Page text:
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The various lockdown restrictions in place in the UK since March 2020 have left many of us left with sterile Instagram pages, sharing endless flashbacks to make up for the lack of events we had to share on social networks. Where there was once a street style, selfies became one of the only ways for those who didn’t have a willing photographer to photograph themselves. And other photography opportunities outside the home were largely limited to particularly visually pleasing trees and faded sunsets.
Now, as the world begins to open up again, there are many more opportunities for Instagram-worthy content. But posing while someone takes a photo of you can seem quite intimidating, especially now that we all lack practice. So why not start by mastering the art of the self-portrait, instead?
The self-portrait is something photographer and influencer Onyi Moss has been practicing for years. Selfies are not only a creative way to improve your Instagram feed, but they can become an act of self-care and help boost your self-esteem.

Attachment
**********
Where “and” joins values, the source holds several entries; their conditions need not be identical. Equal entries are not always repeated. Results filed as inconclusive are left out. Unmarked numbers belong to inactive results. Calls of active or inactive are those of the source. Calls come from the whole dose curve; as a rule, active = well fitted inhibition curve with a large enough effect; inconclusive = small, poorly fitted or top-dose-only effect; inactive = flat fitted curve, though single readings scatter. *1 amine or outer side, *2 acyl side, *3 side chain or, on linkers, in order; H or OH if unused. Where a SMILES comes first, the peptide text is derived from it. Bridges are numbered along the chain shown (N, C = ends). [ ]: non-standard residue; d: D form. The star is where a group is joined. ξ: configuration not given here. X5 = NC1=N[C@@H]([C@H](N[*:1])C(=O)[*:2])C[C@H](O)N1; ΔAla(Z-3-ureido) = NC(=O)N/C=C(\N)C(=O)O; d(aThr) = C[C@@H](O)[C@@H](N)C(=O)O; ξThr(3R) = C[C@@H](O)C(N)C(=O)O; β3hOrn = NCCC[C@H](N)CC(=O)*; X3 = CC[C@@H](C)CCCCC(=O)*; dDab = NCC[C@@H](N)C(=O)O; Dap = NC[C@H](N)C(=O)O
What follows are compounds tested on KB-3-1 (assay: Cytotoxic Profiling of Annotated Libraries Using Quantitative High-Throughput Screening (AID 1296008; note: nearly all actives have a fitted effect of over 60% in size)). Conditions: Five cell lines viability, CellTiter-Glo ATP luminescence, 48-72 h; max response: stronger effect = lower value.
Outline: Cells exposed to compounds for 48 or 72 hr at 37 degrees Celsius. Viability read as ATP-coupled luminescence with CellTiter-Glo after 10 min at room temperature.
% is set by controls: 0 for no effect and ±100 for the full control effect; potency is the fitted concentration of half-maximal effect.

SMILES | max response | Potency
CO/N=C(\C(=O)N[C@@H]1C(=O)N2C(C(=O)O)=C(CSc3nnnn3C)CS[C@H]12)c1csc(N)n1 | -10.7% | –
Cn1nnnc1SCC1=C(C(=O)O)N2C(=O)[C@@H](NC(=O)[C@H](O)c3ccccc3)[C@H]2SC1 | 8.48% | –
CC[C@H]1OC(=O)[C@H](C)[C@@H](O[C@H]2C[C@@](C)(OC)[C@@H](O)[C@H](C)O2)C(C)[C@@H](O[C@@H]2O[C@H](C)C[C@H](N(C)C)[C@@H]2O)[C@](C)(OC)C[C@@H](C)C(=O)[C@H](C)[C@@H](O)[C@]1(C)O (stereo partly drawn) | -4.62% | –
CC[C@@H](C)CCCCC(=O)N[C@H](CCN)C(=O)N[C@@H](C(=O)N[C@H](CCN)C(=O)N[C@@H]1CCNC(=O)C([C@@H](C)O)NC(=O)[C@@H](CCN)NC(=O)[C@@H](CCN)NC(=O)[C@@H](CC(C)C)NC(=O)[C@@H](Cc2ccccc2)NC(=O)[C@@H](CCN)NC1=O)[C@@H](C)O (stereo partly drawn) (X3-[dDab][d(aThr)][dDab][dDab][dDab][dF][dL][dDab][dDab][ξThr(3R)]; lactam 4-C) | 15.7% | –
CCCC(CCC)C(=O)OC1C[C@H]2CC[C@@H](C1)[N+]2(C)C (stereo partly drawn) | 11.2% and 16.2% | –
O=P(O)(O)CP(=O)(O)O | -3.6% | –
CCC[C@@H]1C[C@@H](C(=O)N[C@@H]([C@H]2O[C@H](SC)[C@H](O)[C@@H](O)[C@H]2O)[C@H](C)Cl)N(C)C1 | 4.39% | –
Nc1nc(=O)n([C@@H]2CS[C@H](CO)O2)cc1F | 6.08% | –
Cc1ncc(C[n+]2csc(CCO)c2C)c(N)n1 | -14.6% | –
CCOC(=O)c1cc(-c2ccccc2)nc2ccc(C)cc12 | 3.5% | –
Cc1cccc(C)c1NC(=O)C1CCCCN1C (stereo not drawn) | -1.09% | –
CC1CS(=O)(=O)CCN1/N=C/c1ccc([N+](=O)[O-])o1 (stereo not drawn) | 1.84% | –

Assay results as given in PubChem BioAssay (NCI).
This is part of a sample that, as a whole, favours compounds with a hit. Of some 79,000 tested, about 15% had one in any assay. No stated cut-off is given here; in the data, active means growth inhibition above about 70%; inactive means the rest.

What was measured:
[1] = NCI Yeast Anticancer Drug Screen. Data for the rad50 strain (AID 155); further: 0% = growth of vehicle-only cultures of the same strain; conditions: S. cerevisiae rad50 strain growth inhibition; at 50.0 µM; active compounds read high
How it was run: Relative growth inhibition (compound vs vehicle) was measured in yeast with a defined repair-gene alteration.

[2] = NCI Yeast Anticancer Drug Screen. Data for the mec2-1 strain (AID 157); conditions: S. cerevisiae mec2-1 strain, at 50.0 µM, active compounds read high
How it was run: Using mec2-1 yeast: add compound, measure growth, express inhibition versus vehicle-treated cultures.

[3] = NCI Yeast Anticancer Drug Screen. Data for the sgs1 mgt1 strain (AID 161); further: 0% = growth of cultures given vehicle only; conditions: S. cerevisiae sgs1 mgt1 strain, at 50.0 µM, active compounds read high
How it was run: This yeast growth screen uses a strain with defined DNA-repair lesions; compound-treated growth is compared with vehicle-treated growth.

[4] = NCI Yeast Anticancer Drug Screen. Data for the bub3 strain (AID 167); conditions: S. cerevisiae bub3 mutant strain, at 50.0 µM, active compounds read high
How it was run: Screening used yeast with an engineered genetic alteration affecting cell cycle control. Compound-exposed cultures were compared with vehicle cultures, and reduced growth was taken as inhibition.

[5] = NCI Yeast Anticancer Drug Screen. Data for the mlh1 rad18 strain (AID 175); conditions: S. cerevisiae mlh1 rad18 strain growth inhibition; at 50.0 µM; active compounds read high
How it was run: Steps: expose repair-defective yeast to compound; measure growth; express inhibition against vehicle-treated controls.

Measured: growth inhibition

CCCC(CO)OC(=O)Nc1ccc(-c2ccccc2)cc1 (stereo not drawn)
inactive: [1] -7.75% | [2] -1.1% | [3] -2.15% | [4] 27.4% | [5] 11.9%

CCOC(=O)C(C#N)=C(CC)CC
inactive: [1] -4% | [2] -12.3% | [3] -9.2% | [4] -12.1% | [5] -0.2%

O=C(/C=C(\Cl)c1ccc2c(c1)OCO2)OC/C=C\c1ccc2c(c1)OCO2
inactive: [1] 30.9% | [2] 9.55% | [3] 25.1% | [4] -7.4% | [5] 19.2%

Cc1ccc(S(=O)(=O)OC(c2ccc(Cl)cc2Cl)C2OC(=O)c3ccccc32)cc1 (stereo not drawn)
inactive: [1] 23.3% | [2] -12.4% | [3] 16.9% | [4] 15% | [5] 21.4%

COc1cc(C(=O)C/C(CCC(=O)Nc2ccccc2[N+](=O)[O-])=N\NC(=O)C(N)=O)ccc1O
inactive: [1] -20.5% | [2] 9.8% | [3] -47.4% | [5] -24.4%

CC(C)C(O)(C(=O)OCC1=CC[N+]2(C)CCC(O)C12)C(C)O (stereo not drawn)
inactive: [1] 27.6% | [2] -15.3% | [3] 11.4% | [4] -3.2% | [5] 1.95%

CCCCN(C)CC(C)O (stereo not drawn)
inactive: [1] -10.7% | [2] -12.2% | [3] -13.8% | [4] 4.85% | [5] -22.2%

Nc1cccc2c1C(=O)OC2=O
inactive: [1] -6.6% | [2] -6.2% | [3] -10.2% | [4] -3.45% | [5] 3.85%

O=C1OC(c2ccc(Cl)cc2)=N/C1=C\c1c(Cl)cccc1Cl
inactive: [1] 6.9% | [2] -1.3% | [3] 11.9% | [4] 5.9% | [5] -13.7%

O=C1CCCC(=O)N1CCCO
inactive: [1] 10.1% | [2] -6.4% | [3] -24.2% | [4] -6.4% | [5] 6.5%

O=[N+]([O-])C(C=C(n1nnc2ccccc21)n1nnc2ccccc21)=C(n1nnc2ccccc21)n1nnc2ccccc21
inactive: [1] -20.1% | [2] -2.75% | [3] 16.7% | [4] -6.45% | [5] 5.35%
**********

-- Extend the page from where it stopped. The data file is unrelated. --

“It’s almost like a ritual,” Onyi says of the self-portraits. “It’s between you and yourself and you’re just in that open space where you’re trying to capture a moment that you feel special to yourself. I’d say it’s definitely a process that can be mindful.
Taking selfies, like any other form of photography, is a skill that takes practice in order to develop your technique, however, and Onyi has some tips on where to start – equipment you need to decide which story you want. want your pictures to tell.
4 useful things that will help you take selfies at home
- A camera or smartphone
- A tripod
- A Bluetooth remote control / timer
- A good backdrop and props
Search online for free photography resources and tutorials